So we are always courageous, although we know that while we are at home in the body we are away from the Lord, for we walk by faith, not by sight. Yet we are courageous, and we would rather leave the body and go home to the Lord. Therefore, we aspire to please him, whether we are at home or away. For we must all appear before the judgment seat of Christ, so that each one may receive recompense, according to what he did in the body, whether good or evil (2 Cor 5:6-10)I don't mind observing, yet again, that most contemporary Christian spirituality is rooted in presumption.
To wit: It's never a question of whether or not God loves you, Christ crucified is proof enough of that (John 3:16-17)! The question is, Do you love Him with all your heart, might, mind, and strength?
"In your struggle against sin," have you "resisted [sin] to the point of shedding blood"? (Heb 12:4). Of course, the sacred author is referring to the shedding of your own blood.
While love of God and love of neighbor are inextricably bound together, to the point of Scripture telling us that to say we love God and yet fail to love our neighbor makes one a liar (1 John 4:20), the two are distinct and distinguishable.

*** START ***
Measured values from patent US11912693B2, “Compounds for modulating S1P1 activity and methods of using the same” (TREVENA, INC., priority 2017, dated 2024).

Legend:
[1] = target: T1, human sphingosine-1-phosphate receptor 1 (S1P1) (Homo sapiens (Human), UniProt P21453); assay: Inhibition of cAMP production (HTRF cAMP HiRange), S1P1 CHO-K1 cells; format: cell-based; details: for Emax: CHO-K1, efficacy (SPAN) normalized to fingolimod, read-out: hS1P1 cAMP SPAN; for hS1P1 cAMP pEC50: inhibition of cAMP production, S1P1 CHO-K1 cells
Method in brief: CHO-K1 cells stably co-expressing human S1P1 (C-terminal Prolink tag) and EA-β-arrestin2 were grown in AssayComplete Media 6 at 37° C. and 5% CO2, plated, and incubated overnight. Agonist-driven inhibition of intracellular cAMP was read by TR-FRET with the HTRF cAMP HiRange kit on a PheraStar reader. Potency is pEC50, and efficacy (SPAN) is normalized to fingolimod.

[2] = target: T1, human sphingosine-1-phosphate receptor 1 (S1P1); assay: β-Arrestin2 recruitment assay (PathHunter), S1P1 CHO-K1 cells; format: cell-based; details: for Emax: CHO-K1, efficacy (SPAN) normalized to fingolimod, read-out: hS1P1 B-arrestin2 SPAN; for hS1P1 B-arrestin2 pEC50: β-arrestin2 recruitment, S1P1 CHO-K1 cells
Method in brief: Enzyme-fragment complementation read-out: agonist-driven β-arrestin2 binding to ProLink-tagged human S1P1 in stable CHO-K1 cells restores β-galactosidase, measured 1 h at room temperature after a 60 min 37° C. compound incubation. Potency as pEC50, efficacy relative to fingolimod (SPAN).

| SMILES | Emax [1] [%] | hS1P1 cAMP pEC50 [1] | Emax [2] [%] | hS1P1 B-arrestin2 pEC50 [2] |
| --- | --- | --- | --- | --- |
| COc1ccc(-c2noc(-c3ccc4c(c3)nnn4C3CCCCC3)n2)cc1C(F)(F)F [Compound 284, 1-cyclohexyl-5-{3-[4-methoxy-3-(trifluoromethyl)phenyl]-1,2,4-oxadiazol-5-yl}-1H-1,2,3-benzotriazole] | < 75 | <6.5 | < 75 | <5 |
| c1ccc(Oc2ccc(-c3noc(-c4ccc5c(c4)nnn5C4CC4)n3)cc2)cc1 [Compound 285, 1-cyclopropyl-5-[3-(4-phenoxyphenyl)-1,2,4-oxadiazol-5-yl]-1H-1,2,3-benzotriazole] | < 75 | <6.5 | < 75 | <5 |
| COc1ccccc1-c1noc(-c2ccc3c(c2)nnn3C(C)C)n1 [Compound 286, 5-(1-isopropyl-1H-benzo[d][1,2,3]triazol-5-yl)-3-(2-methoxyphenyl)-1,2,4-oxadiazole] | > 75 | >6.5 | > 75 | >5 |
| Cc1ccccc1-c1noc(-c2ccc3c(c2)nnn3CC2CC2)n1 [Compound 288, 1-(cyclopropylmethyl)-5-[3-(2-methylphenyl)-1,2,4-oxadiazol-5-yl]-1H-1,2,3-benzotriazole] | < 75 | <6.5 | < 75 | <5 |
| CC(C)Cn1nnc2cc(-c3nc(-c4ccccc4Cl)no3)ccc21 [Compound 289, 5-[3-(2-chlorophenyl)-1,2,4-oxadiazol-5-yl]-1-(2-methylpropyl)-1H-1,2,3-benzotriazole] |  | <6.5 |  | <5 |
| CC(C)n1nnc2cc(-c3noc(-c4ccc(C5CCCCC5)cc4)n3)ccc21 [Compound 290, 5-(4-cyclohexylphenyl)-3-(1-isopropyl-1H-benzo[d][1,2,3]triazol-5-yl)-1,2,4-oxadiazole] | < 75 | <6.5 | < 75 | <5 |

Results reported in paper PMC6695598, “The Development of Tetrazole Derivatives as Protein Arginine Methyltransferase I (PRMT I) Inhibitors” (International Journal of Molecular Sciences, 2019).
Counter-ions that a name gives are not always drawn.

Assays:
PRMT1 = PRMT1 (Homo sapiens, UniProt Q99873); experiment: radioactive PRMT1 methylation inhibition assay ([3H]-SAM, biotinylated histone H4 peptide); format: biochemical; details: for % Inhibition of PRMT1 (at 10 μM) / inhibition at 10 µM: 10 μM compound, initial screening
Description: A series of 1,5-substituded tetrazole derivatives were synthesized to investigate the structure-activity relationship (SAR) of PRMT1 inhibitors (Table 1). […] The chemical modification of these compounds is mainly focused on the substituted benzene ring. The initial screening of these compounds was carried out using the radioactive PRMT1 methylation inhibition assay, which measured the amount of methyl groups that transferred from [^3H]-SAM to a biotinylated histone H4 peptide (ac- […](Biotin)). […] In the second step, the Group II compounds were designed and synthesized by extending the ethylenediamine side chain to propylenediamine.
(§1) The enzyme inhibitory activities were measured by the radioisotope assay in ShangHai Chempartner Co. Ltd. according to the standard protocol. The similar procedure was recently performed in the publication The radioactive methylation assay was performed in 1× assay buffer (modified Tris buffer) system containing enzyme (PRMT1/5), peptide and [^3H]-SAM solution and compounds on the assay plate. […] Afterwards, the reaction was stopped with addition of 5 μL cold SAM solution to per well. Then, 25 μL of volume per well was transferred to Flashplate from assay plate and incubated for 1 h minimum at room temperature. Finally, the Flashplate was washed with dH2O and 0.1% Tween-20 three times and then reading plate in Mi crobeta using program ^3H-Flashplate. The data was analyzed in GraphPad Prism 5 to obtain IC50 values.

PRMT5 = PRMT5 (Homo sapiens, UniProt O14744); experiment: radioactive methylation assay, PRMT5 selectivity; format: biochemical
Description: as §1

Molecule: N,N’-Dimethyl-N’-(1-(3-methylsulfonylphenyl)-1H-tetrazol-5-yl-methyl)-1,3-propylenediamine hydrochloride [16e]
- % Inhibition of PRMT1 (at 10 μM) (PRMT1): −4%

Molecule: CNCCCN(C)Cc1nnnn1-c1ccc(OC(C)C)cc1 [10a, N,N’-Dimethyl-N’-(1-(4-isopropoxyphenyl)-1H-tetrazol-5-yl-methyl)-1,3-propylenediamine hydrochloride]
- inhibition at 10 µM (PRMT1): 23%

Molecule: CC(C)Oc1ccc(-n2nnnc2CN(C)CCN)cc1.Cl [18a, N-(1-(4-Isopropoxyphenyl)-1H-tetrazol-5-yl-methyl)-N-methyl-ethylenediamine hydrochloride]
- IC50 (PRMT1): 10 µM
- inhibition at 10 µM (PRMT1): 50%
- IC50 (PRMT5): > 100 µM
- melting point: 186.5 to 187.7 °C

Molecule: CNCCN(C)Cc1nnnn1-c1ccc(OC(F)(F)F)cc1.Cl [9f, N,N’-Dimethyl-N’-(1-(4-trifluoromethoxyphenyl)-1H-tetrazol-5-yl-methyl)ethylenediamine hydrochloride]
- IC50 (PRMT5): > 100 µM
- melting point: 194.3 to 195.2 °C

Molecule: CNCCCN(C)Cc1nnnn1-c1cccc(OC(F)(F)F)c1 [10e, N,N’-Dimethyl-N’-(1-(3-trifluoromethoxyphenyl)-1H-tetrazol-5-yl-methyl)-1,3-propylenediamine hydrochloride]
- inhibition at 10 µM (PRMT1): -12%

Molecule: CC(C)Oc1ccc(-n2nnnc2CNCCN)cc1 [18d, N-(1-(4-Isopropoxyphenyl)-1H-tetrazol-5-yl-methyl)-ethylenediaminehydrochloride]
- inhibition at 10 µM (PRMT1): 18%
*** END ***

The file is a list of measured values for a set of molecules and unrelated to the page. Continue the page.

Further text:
Two ways that we love God is by attending Mass each and every Sunday and on holy days, as well as confessing our sins and failures as often as we, in all honesty, need to, in order to receive Christ's pardon and peace. We must not simply dispense ourselves from participating in these objective means given to us so lovingly by God. To do so is be presumptuous in a most dangerous, damaging, perhaps even damning, way.
Advent is a great time to examine ourselves, to prepare to receive what the Father offers us in His Son, which is everything! Life is short, eternity is long.
"He will come again in glory to judge the living and the dead and His kingdom will have no end."